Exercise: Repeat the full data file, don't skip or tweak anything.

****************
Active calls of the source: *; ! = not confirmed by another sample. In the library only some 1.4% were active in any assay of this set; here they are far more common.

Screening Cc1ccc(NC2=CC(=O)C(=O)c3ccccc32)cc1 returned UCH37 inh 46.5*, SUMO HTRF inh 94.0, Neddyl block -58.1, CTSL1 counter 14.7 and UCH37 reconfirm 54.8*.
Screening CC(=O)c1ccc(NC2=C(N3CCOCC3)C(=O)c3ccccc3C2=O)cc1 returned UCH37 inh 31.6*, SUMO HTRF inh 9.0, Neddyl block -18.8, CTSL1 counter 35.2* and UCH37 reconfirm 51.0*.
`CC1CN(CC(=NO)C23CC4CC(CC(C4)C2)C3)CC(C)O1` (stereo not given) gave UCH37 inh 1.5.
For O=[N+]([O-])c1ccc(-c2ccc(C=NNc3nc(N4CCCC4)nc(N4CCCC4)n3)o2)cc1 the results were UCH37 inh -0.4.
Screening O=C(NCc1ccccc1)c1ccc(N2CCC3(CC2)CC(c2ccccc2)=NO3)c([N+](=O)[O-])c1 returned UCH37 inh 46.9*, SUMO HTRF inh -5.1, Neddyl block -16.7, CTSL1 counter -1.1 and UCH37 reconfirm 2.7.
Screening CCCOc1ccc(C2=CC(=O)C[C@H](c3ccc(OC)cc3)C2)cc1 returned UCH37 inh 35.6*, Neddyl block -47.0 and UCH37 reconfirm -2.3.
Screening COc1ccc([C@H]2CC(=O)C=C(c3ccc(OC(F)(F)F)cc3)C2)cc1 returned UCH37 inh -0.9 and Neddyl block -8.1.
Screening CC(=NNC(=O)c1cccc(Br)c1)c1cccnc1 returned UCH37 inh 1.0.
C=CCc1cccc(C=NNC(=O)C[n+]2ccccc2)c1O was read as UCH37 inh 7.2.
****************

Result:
Active calls of the source: *; ! = not confirmed by another sample. In the library only some 1.4% were active in any assay of this set; here they are far more common.

Screening Cc1ccc(NC2=CC(=O)C(=O)c3ccccc32)cc1 returned UCH37 inh 46.5*, SUMO HTRF inh 94.0, Neddyl block -58.1, CTSL1 counter 14.7 and UCH37 reconfirm 54.8*.
Screening CC(=O)c1ccc(NC2=C(N3CCOCC3)C(=O)c3ccccc3C2=O)cc1 returned UCH37 inh 31.6*, SUMO HTRF inh 9.0, Neddyl block -18.8, CTSL1 counter 35.2* and UCH37 reconfirm 51.0*.
`CC1CN(CC(=NO)C23CC4CC(CC(C4)C2)C3)CC(C)O1` (stereo not given) gave UCH37 inh 1.5.
For O=[N+]([O-])c1ccc(-c2ccc(C=NNc3nc(N4CCCC4)nc(N4CCCC4)n3)o2)cc1 the results were UCH37 inh -0.4.
Screening O=C(NCc1ccccc1)c1ccc(N2CCC3(CC2)CC(c2ccccc2)=NO3)c([N+](=O)[O-])c1 returned UCH37 inh 46.9*, SUMO HTRF inh -5.1, Neddyl block -16.7, CTSL1 counter -1.1 and UCH37 reconfirm 2.7.
Screening CCCOc1ccc(C2=CC(=O)C[C@H](c3ccc(OC)cc3)C2)cc1 returned UCH37 inh 35.6*, Neddyl block -47.0 and UCH37 reconfirm -2.3.
Screening COc1ccc([C@H]2CC(=O)C=C(c3ccc(OC(F)(F)F)cc3)C2)cc1 returned UCH37 inh -0.9 and Neddyl block -8.1.
Screening CC(=NNC(=O)c1cccc(Br)c1)c1cccnc1 returned UCH37 inh 1.0.
C=CCc1cccc(C=NNC(=O)C[n+]2ccccc2)c1O was read as UCH37 inh 7.2.